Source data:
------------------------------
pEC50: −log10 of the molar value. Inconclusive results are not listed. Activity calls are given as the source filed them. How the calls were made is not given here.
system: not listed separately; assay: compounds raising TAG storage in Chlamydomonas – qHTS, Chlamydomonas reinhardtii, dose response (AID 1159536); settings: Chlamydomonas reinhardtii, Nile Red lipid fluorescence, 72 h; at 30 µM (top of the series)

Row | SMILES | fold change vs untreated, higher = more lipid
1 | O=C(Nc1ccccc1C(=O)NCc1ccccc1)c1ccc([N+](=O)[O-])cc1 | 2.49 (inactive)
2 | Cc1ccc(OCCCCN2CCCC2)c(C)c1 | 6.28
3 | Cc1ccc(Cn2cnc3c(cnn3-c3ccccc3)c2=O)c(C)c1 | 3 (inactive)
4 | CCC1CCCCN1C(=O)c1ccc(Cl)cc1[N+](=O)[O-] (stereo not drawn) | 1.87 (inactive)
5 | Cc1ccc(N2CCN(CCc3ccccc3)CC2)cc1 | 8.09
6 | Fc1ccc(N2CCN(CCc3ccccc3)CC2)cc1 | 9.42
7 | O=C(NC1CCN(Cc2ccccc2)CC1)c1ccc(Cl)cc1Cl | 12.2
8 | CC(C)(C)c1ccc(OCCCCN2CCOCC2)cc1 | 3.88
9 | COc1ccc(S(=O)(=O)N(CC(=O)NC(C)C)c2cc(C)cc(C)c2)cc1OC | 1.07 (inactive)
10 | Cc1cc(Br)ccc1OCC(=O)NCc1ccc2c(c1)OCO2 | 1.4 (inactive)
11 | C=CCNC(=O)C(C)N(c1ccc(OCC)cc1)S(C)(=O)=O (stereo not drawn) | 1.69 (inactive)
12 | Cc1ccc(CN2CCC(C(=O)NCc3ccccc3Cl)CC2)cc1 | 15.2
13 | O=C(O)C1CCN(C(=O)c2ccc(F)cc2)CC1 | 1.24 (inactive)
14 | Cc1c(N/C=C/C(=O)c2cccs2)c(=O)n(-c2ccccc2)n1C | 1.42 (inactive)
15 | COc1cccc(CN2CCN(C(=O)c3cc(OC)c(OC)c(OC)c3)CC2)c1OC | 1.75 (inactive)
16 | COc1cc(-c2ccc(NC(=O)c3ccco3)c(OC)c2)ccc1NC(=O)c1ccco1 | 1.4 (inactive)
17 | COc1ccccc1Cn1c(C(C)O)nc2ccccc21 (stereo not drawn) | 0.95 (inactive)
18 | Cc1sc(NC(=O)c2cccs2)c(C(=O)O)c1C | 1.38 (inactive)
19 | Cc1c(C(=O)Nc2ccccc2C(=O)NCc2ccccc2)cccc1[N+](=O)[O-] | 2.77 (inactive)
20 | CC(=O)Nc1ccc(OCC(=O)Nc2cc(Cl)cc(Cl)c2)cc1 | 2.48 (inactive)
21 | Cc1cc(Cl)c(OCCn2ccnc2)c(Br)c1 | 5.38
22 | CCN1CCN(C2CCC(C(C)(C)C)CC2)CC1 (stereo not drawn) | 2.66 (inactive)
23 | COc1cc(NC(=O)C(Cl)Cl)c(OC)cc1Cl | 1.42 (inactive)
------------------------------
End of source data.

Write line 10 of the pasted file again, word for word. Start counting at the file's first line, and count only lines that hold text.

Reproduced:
7 | O=C(NC1CCN(Cc2ccccc2)CC1)c1ccc(Cl)cc1Cl | 12.2